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Guest Column: Jonny and his pup General Sherman

My mom raised beagles growing up. They shed a ton. There were always 5 or 6 running around our house...and when one started to howl, they all joined in. I was in high school, so I mostly ignored them. They were fun to pet, but it got to a point where I was busy with sports so I never really remembered all of their names. My mom was a stay-at-home parent, so I never had to take care of them. She would sell a couple and keep a couple, so it was never quite the same little pack. I think because we had so many running around, I never felt the need to get close to any of them.

My priorities? Sports and every other guy in high school.

My last year in school, I noticed that one of the dogs started to sleep under my bed. It was messy under there, so I guess he built a little nest out of some laundry and spare linens. About a month into sleeping in my room, I noticed that he started coming out and staring at me as I worked at my desk. Whether I was doing a paper or wasting time on social media, he watched my every move.

There was a point when I was so busy with football that I starting sleeping at a friend's house. He lived right next door to school. This made 6 am workouts much easier. A week went by and my mom made me come home. She said, "your dog is absolutely throwing a fit that you're gone. He howls around 9 each night and won't leave the room."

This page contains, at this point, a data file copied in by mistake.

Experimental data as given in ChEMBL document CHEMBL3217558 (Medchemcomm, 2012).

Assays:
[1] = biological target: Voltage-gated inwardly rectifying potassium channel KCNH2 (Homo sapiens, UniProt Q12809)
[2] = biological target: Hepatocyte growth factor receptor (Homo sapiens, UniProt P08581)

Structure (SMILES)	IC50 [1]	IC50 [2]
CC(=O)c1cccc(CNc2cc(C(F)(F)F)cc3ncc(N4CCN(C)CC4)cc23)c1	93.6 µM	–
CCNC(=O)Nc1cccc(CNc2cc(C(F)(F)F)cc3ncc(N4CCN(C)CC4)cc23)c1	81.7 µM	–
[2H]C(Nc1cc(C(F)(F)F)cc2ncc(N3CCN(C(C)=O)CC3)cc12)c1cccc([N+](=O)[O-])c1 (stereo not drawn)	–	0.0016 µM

My dog?

Shamefully, I had to ask what the dog's name was. She said she'd been calling him Blue because he'd been wearing the same blue collar since birth.

I came home after school that day and went straight to my room. I had to sort out this little intruder that was laying claim to my space. I swung the door open and immediately heard shuffling under my bed. Blue popped out dragging his belly and, excitedly, made his way to my feet. I knelt down and gave him a few scratches.

He seemed nice enough so I decided he could stay. As I turned to leave the room, Blue followed close to my heels. All the way downstairs. All the way to the living room. All the way to the couch where I slumped into the cushions. I watched as he circled under the couch a few times and settled in. He popped his nose out to watch me.

Over time, General Sherman started to wear me down. Yes, General Sherman. He was so nice to me, but kind of a jerk to anyone else. If any of the other pups came into his territory under the couch or under my bed, he was going to war. Whenever I was home, he was right behind me. I don't know why he did it, but this pup decided I belonged to him.

We started going on runs together, I gave him pieces of my dinner, and he whined every time I was away. He was now my dog, and I couldn't sleep without him at the foot of my bed.

It is now 7 years later, and General Sherman and I have visited 5 countries, all 50 U.S. states, and even lived in Canada for a short while together. I'm slightly embarrassed to say this, but he loves riding around my small hiking backpack when I'm commuting from NJ to NYC. His little snout has turned grey recently and I realized that he's not a little pup anymore.

There comes a point where your pet can go from an accessory in your house to a companion, travel partner and confidant. General Sherman is more than my dog, and my life is better because of him. In difficult times or when the world gets rough, he's always there with bright eyes and a wagging tail.

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